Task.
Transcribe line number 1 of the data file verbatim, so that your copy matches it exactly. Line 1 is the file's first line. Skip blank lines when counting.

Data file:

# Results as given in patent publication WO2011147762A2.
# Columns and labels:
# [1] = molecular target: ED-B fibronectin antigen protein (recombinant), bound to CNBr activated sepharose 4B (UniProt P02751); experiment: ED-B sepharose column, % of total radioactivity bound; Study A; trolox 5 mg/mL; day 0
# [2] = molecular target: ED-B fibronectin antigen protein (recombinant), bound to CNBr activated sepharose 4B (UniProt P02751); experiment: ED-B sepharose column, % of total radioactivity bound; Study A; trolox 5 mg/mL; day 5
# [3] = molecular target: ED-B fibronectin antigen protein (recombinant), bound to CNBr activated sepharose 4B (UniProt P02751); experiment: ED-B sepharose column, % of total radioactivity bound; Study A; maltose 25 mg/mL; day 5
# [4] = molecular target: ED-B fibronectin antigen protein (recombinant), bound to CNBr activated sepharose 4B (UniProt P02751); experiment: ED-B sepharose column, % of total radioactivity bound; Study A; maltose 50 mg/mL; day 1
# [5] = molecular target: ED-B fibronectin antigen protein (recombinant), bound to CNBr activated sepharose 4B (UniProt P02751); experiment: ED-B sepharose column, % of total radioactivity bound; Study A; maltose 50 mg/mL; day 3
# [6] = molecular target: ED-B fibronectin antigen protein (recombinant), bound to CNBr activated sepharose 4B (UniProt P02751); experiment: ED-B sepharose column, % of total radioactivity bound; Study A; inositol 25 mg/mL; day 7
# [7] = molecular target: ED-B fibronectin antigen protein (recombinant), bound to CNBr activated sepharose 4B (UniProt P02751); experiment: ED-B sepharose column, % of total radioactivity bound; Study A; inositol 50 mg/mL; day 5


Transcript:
# Results as given in patent publication WO2011147762A2.